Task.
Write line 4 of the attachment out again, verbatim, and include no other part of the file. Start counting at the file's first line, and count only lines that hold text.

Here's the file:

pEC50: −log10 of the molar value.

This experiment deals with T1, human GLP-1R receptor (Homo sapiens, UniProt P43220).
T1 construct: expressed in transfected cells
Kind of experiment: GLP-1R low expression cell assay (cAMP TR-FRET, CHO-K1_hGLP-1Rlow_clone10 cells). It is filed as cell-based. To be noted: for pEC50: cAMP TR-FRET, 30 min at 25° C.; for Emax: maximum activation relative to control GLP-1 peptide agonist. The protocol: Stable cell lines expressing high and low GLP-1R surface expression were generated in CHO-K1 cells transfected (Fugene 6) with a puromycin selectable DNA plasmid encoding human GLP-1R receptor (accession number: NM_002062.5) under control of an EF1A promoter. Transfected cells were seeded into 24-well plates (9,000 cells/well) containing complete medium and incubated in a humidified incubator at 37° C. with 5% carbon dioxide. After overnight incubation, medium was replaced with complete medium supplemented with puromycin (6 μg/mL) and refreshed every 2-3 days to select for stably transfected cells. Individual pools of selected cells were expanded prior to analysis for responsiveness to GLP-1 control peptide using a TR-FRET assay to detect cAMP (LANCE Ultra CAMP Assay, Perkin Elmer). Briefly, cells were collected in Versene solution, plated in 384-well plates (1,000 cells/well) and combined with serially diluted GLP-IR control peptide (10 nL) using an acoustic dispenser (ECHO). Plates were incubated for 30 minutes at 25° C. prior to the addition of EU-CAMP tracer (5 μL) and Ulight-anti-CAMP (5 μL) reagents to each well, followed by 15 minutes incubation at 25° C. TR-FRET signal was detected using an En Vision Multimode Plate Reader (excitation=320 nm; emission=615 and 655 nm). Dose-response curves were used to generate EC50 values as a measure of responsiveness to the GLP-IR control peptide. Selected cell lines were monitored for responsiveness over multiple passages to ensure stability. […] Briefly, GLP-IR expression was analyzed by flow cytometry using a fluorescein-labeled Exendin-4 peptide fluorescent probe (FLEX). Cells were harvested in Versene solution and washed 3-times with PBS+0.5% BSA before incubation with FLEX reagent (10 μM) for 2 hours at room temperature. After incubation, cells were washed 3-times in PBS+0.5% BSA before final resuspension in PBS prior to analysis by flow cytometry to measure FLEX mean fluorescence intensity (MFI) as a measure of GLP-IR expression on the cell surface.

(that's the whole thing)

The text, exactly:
Kind of experiment: GLP-1R low expression cell assay (cAMP TR-FRET, CHO-K1_hGLP-1Rlow_clone10 cells). It is filed as cell-based. To be noted: for pEC50: cAMP TR-FRET, 30 min at 25° C.; for Emax: maximum activation relative to control GLP-1 peptide agonist. The protocol: Stable cell lines expressing high and low GLP-1R surface expression were generated in CHO-K1 cells transfected (Fugene 6) with a puromycin selectable DNA plasmid encoding human GLP-1R receptor (accession number: NM_002062.5) under control of an EF1A promoter. Transfected cells were seeded into 24-well plates (9,000 cells/well) containing complete medium and incubated in a humidified incubator at 37° C. with 5% carbon dioxide. After overnight incubation, medium was replaced with complete medium supplemented with puromycin (6 μg/mL) and refreshed every 2-3 days to select for stably transfected cells. Individual pools of selected cells were expanded prior to analysis for responsiveness to GLP-1 control peptide using a TR-FRET assay to detect cAMP (LANCE Ultra CAMP Assay, Perkin Elmer). Briefly, cells were collected in Versene solution, plated in 384-well plates (1,000 cells/well) and combined with serially diluted GLP-IR control peptide (10 nL) using an acoustic dispenser (ECHO). Plates were incubated for 30 minutes at 25° C. prior to the addition of EU-CAMP tracer (5 μL) and Ulight-anti-CAMP (5 μL) reagents to each well, followed by 15 minutes incubation at 25° C. TR-FRET signal was detected using an En Vision Multimode Plate Reader (excitation=320 nm; emission=615 and 655 nm). Dose-response curves were used to generate EC50 values as a measure of responsiveness to the GLP-IR control peptide. Selected cell lines were monitored for responsiveness over multiple passages to ensure stability. […] Briefly, GLP-IR expression was analyzed by flow cytometry using a fluorescein-labeled Exendin-4 peptide fluorescent probe (FLEX). Cells were harvested in Versene solution and washed 3-times with PBS+0.5% BSA before incubation with FLEX reagent (10 μM) for 2 hours at room temperature. After incubation, cells were washed 3-times in PBS+0.5% BSA before final resuspension in PBS prior to analysis by flow cytometry to measure FLEX mean fluorescence intensity (MFI) as a measure of GLP-IR expression on the cell surface.